William Jackson III 2016 NFL Draft Profile

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Overview
Position: Cornerback
Height: 6′ 0″
Weight: 189 lbs.
School: Houston Cougars

Combine Performance Data
Bench Press: 10 reps
Broad Jump: 116.0 inches
40 yard dash: 4.37 sec

William Jackson III 2016 NFL Draft Profile

Jackson is another feel good story about a young man who started at a JUCO, Trinity Valley Junior College, and goes on to lead a successful collegiate career at a Division I school. Jackson got that chance in 2013 when he transferred to the University of Houston and was a starter by the end of his first season with the Cougars. He was named American Athletic Conference second team pick in both his junior and senior years. During his senior year, he did aggravate a sprained MCL injury from the previous year while leading the nation in passes defended, with five interceptions and 23 pass breakups.

Strengths

  • good height and weight.
  • able to keep himself low when backpedaling.
  • can recover well when receivers initially get separation.
  • his ball skills are highly valued by coaches at the next level.
  • less than half of all passes thrown his way were completed over past two years.
  • possesses good instincts diagnoses receivers tendencies well.
  • demonstrated playmaking ability on defense by scoring two defensive touchdowns in 2015.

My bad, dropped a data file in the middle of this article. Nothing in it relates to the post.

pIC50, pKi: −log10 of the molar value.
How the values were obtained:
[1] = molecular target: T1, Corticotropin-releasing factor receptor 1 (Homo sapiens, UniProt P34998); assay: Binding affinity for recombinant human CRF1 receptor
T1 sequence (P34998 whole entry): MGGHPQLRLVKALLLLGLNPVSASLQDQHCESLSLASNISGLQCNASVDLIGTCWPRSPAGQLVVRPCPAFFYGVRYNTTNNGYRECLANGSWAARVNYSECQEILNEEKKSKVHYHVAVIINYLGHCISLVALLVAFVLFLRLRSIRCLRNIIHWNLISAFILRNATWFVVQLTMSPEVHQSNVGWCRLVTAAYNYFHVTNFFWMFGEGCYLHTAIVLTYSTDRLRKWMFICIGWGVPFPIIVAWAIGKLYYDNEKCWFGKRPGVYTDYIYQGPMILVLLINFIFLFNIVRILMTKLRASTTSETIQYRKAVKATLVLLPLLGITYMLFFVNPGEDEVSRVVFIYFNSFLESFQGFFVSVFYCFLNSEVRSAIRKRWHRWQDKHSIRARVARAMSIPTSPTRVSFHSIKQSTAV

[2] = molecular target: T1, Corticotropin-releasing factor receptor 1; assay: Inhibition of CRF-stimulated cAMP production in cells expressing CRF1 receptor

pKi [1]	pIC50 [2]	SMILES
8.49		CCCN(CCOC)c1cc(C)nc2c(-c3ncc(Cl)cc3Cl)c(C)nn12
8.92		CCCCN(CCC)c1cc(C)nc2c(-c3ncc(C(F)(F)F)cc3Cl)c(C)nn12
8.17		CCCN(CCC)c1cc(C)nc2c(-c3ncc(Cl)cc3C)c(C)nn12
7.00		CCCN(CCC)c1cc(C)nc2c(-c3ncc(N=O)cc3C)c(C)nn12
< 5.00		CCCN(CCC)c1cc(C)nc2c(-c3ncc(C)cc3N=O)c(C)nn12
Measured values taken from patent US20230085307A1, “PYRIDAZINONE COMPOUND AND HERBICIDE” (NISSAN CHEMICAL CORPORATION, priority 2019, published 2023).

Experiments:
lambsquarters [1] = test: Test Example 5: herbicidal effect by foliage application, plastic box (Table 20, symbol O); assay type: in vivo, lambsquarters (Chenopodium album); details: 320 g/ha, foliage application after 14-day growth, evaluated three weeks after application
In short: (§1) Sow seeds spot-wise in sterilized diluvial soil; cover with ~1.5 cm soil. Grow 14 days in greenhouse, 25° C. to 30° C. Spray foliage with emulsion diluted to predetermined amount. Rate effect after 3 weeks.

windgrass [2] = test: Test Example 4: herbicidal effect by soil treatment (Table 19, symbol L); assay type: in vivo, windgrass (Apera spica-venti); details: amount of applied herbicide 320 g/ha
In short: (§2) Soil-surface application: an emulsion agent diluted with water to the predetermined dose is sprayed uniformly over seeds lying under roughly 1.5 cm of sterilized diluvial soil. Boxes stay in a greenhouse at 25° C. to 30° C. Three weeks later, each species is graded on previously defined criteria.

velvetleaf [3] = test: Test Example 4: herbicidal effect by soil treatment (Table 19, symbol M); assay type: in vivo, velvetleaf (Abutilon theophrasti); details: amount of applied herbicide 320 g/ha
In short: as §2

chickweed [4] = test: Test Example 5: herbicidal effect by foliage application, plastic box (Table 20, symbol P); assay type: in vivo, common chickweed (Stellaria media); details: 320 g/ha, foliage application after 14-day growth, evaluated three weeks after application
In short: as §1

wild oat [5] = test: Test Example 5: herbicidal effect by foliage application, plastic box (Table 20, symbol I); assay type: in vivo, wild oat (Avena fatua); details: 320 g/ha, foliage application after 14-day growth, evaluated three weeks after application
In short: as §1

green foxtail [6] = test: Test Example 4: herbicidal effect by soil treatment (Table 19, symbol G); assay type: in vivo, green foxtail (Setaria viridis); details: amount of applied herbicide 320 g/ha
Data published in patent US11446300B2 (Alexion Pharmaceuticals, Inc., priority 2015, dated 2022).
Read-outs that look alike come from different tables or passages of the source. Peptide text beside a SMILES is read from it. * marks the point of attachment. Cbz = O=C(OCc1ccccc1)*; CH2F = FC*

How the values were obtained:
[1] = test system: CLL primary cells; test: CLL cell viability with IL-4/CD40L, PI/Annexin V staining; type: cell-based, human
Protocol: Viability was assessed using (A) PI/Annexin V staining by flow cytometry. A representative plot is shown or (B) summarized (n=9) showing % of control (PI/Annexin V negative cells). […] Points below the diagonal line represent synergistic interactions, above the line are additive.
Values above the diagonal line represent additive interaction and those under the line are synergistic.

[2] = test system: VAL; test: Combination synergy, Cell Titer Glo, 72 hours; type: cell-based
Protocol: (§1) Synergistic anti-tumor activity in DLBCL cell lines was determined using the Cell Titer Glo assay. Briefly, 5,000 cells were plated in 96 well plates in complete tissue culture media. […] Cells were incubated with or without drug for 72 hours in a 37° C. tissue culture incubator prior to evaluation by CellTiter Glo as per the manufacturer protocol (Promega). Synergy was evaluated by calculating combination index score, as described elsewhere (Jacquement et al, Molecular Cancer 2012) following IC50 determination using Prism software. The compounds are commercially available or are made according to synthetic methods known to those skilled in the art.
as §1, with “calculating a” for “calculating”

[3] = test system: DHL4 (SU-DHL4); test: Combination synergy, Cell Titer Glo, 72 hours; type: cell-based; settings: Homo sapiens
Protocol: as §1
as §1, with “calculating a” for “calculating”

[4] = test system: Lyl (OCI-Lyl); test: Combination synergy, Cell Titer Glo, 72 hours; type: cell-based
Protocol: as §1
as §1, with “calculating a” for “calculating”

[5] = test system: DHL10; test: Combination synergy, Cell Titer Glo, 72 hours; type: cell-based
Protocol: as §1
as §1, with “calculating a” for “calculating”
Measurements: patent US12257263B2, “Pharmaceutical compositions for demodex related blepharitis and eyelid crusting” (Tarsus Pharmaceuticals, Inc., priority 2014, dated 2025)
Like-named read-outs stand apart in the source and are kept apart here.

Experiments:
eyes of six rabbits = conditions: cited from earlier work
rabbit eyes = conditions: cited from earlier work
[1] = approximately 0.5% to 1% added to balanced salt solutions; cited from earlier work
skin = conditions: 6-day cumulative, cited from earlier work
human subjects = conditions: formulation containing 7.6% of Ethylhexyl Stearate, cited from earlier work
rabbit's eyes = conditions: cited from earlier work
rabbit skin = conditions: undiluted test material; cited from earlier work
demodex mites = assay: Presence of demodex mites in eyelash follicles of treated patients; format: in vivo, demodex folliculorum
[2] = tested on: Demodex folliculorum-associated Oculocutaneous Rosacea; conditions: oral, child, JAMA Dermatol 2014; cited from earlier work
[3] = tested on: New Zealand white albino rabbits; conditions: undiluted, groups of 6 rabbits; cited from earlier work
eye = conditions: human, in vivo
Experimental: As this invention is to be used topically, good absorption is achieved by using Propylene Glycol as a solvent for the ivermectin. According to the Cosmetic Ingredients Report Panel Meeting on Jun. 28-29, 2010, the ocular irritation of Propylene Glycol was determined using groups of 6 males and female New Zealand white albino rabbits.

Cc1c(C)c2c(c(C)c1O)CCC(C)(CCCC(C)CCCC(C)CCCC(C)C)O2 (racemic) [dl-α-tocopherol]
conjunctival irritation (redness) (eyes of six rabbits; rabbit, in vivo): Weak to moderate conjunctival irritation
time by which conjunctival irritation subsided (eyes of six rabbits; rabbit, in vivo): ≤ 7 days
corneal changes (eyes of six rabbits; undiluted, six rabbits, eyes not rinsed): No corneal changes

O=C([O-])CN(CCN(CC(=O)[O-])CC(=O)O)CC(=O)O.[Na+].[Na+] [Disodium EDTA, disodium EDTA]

Weaknesses

  • bigger receivers might be able to overpower him in press coverage.
  • has a tendency to play too upright.
  • too willing to run around block in support against screens.
  • has been seen to get knocked off balance at top of routes in some instances.
  • can panic when beaten over the top, resulting in interference penalties.

Draft Projection: Late first or early second round

NFL Comparison: Phillip Gaines, Chiefs

Teams with need at position: Seattle Seahawks, Denver Broncos, Arizona Cardinals, Kansas City Chiefs, Green Bay Packers

Bottom Line

Jackson is a versatile defensive back with size and speed. Though he possesses all the necessary traits for the position, the league is developing two kinds of wide receivers: small and fast or big and strong. Being able to handle both effectively may take Jackson a year or two to develop into the starting defensive back he has the potential to be. Whether it’s in the late first round or early second, Jackson will do a good job representing coach Tom Herman and the Coog Nation.

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